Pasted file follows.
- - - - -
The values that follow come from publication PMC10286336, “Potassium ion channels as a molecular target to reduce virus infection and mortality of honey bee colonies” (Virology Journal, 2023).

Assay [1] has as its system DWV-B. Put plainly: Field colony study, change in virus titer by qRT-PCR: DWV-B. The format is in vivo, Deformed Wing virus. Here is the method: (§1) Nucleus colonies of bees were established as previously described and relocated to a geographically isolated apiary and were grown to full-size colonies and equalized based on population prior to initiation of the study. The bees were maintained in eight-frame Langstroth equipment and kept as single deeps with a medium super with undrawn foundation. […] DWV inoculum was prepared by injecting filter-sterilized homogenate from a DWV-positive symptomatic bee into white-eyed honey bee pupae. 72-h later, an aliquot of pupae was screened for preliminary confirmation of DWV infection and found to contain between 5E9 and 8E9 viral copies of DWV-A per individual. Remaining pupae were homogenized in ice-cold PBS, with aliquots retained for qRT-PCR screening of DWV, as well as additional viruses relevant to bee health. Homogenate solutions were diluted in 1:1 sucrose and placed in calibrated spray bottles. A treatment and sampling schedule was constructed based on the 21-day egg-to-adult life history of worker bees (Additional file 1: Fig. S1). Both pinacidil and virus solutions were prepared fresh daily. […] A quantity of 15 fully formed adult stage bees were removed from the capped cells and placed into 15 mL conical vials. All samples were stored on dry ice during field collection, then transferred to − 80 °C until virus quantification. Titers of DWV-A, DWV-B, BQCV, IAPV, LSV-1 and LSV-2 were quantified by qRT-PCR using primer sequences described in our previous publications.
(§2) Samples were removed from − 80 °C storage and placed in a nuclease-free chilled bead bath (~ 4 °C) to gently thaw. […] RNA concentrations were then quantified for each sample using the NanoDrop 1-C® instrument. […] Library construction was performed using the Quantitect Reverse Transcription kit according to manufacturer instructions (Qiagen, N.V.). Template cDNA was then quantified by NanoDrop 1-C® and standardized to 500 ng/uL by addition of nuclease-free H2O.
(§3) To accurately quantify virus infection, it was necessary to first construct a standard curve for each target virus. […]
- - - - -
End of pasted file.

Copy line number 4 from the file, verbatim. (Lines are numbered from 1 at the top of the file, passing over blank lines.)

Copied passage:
(§3) To accurately quantify virus infection, it was necessary to first construct a standard curve for each target virus. […]